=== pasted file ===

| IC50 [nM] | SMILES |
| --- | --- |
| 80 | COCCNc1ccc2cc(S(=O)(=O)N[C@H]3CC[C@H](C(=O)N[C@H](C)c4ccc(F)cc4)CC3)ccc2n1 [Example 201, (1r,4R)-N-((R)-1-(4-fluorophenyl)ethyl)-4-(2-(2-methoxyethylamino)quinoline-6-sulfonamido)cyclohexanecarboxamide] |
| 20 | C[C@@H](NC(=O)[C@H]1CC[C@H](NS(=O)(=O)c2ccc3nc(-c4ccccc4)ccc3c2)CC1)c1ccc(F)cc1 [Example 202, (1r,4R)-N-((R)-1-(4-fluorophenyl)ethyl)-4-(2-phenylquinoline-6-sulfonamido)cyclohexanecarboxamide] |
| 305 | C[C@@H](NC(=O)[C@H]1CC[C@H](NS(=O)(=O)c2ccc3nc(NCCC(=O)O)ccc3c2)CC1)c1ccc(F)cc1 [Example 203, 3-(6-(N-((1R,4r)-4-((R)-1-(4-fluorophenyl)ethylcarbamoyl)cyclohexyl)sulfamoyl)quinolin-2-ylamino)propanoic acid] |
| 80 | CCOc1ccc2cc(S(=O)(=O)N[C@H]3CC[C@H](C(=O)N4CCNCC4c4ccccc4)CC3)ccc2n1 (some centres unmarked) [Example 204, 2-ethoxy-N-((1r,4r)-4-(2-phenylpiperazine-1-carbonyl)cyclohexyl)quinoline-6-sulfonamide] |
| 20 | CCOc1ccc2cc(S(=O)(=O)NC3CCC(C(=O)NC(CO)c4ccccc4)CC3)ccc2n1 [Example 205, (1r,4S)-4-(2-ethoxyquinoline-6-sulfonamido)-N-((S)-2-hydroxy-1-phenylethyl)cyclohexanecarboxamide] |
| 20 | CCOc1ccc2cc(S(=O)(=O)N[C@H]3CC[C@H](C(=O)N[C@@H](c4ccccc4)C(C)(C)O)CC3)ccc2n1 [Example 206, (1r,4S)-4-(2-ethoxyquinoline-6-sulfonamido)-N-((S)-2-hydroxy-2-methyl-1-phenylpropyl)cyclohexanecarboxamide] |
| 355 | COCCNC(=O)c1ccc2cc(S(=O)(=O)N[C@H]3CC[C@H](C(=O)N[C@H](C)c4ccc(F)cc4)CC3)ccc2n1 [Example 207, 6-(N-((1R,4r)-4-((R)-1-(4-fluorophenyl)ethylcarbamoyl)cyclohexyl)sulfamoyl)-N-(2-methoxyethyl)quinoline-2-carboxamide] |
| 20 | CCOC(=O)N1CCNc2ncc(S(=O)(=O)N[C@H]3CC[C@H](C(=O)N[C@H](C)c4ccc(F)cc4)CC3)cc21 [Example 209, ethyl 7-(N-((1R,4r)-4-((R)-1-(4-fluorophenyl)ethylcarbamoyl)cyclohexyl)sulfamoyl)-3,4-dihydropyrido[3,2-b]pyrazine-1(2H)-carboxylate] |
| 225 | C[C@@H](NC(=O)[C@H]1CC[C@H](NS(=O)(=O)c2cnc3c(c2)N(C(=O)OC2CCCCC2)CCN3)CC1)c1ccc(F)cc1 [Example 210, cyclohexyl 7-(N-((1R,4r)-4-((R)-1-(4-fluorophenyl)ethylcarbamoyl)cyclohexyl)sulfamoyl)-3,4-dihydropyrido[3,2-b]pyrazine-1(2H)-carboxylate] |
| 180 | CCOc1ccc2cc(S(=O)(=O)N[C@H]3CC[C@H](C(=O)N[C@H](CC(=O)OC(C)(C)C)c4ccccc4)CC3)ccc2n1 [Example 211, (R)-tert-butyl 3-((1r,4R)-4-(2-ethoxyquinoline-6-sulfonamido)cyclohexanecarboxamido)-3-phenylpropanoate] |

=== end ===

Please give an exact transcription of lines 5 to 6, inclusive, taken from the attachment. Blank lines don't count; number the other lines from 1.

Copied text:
| 305 | C[C@@H](NC(=O)[C@H]1CC[C@H](NS(=O)(=O)c2ccc3nc(NCCC(=O)O)ccc3c2)CC1)c1ccc(F)cc1 [Example 203, 3-(6-(N-((1R,4r)-4-((R)-1-(4-fluorophenyl)ethylcarbamoyl)cyclohexyl)sulfamoyl)quinolin-2-ylamino)propanoic acid] |
| 80 | CCOc1ccc2cc(S(=O)(=O)N[C@H]3CC[C@H](C(=O)N4CCNCC4c4ccccc4)CC3)ccc2n1 (some centres unmarked) [Example 204, 2-ethoxy-N-((1r,4r)-4-(2-phenylpiperazine-1-carbonyl)cyclohexyl)quinoline-6-sulfonamide] |